Welcome and thank you for considering participating in this literary project. Below is a brief introduction to Territory and some information about how you might fit in.
Maps are powerful tools of representation and meaning-making. They are foundational to discovery but also to conquest and colonization. The map is not the territory; it is a reduction, a projection, a representation, and yet its promise of a neat objectivity is seductive, so much so that maps often mask and suppress the territories they describe.
Our core idea is to use the map as an object to inspect the paradoxes of representation. Each issue will have a theme and a collection of maps that embody that theme. You, our solicited writers and artists, are invited to respond to these materials however you see fit, all within the loose guideline of exploring the relationship between the map and the territory it represents. The actual issue will be a digital publication, an atlas that collects maps and their artistic responses.
The theme and maps are merely starting points. We encourage contributors to do their own map collecting, making, editing, deconstructing, etc. and to push beyond familiar genres and forms. For more details about what this might look like, read the Creative Guidelines below.
Below are a few angles of approach to consider.
- Compose a piece that responds to a map, either one (or more) we’ve curated for an issue’s theme or one (or more) you’ve selected for the same.
- Create your own map(s), whether visual, textual, aural, or any other medium. Stretch the definitions of map and territory.
- Collaborate with others outside your primary medium to make something that is neither here nor there. Something strange and new.
You can respond along many different ley lines. Write a story that occurs within the physical space represented by the map. Write an essay investigating the map as an object. In constructing your response or your map, you will necessarily create a fictive space, different than the territory you originally sought to map. Compose into this difference. Play with “literalizing” the map, letting its faults and inaccuracies form your work’s sense of time, space, and reality. Play with the relationship between within and without. Let the map become the territory and vice versa.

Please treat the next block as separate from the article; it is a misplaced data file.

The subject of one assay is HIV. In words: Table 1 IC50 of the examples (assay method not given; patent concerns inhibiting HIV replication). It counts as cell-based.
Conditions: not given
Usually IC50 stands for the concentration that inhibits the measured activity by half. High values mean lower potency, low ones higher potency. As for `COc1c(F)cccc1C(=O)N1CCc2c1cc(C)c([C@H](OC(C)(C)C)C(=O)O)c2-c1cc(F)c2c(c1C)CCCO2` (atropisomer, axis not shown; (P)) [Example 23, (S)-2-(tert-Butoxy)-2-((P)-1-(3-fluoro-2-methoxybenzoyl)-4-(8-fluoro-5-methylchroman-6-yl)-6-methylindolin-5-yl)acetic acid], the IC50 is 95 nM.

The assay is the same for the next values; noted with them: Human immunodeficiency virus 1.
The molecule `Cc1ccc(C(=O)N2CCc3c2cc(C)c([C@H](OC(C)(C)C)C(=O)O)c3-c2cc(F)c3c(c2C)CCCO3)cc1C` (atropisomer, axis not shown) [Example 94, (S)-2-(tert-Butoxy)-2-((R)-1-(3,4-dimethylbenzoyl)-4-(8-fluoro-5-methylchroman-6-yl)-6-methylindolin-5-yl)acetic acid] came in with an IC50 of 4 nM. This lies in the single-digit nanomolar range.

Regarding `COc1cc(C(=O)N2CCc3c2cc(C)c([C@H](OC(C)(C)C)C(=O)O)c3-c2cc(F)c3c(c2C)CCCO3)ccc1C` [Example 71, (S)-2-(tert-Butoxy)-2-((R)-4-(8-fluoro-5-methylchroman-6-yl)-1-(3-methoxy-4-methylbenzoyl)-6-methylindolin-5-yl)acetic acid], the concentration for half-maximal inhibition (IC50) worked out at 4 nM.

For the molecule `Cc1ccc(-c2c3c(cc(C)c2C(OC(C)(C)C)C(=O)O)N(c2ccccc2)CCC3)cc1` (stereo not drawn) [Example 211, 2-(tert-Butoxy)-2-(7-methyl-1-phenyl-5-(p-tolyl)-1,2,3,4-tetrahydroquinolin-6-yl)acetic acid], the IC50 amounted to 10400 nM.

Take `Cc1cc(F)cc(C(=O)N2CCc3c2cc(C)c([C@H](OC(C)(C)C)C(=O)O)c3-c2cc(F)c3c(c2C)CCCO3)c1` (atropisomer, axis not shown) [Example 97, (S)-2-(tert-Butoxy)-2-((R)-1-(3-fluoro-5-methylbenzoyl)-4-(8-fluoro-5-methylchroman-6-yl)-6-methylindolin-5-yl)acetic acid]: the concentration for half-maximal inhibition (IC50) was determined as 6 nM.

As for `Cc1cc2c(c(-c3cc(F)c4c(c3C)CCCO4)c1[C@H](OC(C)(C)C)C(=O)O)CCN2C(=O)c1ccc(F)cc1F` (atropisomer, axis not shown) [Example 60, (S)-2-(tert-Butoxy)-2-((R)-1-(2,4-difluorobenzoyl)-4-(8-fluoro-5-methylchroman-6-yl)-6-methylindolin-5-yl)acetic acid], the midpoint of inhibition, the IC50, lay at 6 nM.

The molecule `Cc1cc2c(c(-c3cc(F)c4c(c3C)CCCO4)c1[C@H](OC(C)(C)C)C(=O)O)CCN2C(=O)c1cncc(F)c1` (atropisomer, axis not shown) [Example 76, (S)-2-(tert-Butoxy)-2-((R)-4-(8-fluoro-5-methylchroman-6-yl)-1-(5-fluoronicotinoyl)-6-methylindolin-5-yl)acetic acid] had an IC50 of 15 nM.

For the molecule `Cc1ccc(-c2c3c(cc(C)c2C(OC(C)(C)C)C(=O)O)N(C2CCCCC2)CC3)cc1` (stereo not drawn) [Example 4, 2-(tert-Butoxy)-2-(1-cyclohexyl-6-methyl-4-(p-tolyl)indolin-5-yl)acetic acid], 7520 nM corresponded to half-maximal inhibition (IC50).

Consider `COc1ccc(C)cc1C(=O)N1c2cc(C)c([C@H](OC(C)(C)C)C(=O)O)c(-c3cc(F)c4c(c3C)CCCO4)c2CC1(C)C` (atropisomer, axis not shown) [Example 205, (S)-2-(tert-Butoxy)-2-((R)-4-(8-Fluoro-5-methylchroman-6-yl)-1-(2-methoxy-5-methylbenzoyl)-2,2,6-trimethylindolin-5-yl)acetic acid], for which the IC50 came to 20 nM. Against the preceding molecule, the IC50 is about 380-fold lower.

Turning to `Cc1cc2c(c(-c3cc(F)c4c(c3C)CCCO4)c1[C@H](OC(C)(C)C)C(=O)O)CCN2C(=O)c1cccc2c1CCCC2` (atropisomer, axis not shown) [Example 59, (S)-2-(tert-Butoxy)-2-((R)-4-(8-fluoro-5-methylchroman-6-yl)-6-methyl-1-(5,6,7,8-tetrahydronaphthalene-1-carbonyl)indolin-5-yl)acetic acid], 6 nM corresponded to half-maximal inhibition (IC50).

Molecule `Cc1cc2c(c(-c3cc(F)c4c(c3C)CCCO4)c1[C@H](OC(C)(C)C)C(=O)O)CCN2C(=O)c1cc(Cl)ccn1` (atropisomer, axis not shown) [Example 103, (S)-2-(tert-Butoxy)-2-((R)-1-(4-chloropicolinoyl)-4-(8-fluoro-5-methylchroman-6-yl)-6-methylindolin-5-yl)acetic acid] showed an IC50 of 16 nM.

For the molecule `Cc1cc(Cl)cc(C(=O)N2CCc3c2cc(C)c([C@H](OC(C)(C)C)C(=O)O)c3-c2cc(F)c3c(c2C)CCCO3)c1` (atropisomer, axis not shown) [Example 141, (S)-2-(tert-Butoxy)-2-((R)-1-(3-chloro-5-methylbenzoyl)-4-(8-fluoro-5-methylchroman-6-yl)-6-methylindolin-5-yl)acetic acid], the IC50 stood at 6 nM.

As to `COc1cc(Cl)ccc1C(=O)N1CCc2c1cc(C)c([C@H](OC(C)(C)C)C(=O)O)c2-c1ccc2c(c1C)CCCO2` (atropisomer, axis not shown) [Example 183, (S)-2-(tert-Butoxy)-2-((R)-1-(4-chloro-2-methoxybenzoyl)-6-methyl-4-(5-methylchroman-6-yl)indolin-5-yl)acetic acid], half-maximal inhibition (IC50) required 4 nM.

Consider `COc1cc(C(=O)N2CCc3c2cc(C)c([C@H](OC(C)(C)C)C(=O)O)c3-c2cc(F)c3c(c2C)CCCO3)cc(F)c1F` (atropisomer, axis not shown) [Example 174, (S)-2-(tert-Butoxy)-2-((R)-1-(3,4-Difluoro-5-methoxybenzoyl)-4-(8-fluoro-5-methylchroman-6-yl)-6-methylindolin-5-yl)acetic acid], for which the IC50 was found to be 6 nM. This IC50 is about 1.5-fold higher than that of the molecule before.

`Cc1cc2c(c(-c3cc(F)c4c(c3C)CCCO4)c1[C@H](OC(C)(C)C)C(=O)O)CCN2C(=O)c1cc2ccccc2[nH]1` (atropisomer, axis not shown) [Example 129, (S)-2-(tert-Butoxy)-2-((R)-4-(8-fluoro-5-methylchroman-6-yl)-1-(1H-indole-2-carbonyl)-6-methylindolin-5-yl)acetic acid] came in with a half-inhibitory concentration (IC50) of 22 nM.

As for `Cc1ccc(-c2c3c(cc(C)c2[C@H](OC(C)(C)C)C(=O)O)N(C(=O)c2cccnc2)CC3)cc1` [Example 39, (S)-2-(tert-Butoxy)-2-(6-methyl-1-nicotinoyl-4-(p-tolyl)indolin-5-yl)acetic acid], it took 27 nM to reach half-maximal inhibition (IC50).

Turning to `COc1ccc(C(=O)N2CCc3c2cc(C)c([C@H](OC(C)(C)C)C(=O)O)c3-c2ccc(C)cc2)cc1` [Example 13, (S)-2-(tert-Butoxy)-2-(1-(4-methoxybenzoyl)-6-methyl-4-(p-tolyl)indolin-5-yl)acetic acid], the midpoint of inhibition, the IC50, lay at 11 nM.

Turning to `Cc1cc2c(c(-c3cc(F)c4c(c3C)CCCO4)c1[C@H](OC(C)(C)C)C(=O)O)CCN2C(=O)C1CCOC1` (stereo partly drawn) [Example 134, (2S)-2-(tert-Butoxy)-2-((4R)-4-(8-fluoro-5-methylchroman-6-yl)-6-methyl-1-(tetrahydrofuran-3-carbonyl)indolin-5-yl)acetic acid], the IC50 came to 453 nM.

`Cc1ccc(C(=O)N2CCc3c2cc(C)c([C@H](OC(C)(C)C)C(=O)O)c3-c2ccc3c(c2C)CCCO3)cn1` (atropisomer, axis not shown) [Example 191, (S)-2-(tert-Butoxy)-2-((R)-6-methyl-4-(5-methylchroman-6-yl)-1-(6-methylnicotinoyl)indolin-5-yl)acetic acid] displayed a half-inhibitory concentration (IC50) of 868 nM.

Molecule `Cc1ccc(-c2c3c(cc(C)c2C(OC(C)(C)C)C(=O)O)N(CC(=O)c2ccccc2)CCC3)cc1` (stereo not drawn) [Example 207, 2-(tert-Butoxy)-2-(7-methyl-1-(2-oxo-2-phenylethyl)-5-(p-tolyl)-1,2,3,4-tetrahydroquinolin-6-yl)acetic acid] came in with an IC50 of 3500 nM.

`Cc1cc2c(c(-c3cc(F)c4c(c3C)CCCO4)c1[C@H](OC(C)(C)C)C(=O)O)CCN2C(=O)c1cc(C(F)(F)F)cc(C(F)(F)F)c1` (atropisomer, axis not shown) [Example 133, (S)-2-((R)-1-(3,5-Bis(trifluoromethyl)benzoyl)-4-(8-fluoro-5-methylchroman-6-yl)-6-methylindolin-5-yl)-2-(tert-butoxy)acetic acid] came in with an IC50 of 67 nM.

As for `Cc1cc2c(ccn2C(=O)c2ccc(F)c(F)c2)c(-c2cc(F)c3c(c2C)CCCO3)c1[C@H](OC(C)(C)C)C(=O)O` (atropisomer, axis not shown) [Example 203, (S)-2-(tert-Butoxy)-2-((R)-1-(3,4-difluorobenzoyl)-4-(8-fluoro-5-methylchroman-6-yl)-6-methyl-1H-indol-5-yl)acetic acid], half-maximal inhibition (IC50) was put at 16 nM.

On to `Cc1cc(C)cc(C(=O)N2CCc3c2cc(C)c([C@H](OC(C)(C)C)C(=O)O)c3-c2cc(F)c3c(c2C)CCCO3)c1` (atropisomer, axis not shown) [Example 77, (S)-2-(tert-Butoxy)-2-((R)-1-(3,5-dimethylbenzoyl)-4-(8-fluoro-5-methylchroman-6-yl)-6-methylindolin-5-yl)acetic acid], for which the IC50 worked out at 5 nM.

The above is merely a way of providing some structure for those who seek it, while not constraining those who choose to explore in their own way. For a more detailed perspective, check out the What We Publish section in our public call for submissions.
We have no length expectations. Each piece should have its own creative goals that supercede length. If you have technical questions about file formats, check out the How To Submit section in our general call to submissions.
We're currently working on issues 9-12, all of which are themed. To get an idea of what we've done in the past and how we're approaching future themes, click on the links below.
- Issue I - Utopia
- Issue II - Underworlds
- Issue III - Arizona
- Issue IV - Open
- Issue V - Treasure
- Issue VI - Prisons
- Issue VII - Alternate Earths
- Issue VIII - Love
- Issue IX - Journeys
- Issue X - Extremes
- Issue XI - Twins
- Issue XII - Alaska
We recognize that Territory is not a typical literary project and so we want to create timelines that give you space to research, toy with, or otherwise live in your work.
- 6 months out - Settle on a map (or more). If you want to work with a map that's not in our existing collection, let us know so we can acquire reproduction rights.
- 2 months out - Submit draft for editing and design. We will provide edits within 2 weeks. Depending on the visual complexity of your piece, designing and coding your piece's page can take anywhere from 1-6 weeks.
- 1 month out - Submit final draft.
This means our publication calendar looks like this:
|Issue No.||Theme||Publication Date||Date to Receive First Draft|
|10||Extremes||February 1, 2019||December 1, 2018|
|11||Twins||June 1, 2019||April 1, 2019|
|12||Alaska||October 1, 2019||August 1, 2019|
Again, for background information about our themes and to browse through maps you might use, check out the individual issue pages. For a list of general resources (literary magazines, databases, books, etc.) check out our Other Territories page.
Lastly, let us be resources. Contact us at email@example.com.
If you feel a specific writer, artist, musician, etc. would be especially interested in / good for Territory, feel free to share this page and send an email introduction.
Thank you for considering contributing to our project.
—Nick Greer & Thomas Mira y Lopez, editors